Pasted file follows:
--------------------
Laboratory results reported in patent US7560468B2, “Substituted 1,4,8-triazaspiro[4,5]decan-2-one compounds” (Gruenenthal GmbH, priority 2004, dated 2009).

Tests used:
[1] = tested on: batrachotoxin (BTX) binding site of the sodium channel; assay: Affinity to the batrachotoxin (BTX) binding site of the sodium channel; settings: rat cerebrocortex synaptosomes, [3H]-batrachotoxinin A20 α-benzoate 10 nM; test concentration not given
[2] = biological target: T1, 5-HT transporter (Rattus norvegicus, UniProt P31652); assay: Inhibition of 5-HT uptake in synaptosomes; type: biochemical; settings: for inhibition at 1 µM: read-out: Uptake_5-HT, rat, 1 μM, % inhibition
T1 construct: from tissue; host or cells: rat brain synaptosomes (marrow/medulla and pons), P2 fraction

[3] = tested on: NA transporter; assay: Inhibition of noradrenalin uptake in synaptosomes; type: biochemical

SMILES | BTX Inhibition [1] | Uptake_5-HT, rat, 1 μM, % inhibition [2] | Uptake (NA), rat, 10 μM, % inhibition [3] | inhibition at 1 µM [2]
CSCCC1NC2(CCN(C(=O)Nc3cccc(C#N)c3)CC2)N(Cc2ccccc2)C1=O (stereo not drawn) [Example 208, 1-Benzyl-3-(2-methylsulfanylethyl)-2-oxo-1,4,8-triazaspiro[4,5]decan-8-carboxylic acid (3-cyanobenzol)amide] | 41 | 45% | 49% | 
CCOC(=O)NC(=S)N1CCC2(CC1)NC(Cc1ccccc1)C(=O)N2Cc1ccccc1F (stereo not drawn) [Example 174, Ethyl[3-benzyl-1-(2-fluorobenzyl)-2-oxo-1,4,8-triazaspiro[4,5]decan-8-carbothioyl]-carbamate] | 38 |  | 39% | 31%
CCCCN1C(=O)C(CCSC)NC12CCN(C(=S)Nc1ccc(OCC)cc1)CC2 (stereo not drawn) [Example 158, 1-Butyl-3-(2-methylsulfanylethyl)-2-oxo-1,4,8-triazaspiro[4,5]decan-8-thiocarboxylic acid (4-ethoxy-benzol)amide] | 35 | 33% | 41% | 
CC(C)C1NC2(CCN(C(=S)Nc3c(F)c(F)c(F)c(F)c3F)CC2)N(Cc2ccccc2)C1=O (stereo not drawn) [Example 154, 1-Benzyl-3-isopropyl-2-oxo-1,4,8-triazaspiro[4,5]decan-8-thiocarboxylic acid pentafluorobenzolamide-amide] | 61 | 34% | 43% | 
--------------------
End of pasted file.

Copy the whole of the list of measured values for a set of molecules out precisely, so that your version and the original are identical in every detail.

Laboratory results reported in patent US7560468B2, “Substituted 1,4,8-triazaspiro[4,5]decan-2-one compounds” (Gruenenthal GmbH, priority 2004, dated 2009).

Tests used:
[1] = tested on: batrachotoxin (BTX) binding site of the sodium channel; assay: Affinity to the batrachotoxin (BTX) binding site of the sodium channel; settings: rat cerebrocortex synaptosomes, [3H]-batrachotoxinin A20 α-benzoate 10 nM; test concentration not given
[2] = biological target: T1, 5-HT transporter (Rattus norvegicus, UniProt P31652); assay: Inhibition of 5-HT uptake in synaptosomes; type: biochemical; settings: for inhibition at 1 µM: read-out: Uptake_5-HT, rat, 1 μM, % inhibition
T1 construct: from tissue; host or cells: rat brain synaptosomes (marrow/medulla and pons), P2 fraction

[3] = tested on: NA transporter; assay: Inhibition of noradrenalin uptake in synaptosomes; type: biochemical

SMILES | BTX Inhibition [1] | Uptake_5-HT, rat, 1 μM, % inhibition [2] | Uptake (NA), rat, 10 μM, % inhibition [3] | inhibition at 1 µM [2]
CSCCC1NC2(CCN(C(=O)Nc3cccc(C#N)c3)CC2)N(Cc2ccccc2)C1=O (stereo not drawn) [Example 208, 1-Benzyl-3-(2-methylsulfanylethyl)-2-oxo-1,4,8-triazaspiro[4,5]decan-8-carboxylic acid (3-cyanobenzol)amide] | 41 | 45% | 49% | 
CCOC(=O)NC(=S)N1CCC2(CC1)NC(Cc1ccccc1)C(=O)N2Cc1ccccc1F (stereo not drawn) [Example 174, Ethyl[3-benzyl-1-(2-fluorobenzyl)-2-oxo-1,4,8-triazaspiro[4,5]decan-8-carbothioyl]-carbamate] | 38 |  | 39% | 31%
CCCCN1C(=O)C(CCSC)NC12CCN(C(=S)Nc1ccc(OCC)cc1)CC2 (stereo not drawn) [Example 158, 1-Butyl-3-(2-methylsulfanylethyl)-2-oxo-1,4,8-triazaspiro[4,5]decan-8-thiocarboxylic acid (4-ethoxy-benzol)amide] | 35 | 33% | 41% | 
CC(C)C1NC2(CCN(C(=S)Nc3c(F)c(F)c(F)c(F)c3F)CC2)N(Cc2ccccc2)C1=O (stereo not drawn) [Example 154, 1-Benzyl-3-isopropyl-2-oxo-1,4,8-triazaspiro[4,5]decan-8-thiocarboxylic acid pentafluorobenzolamide-amide] | 61 | 34% | 43% | 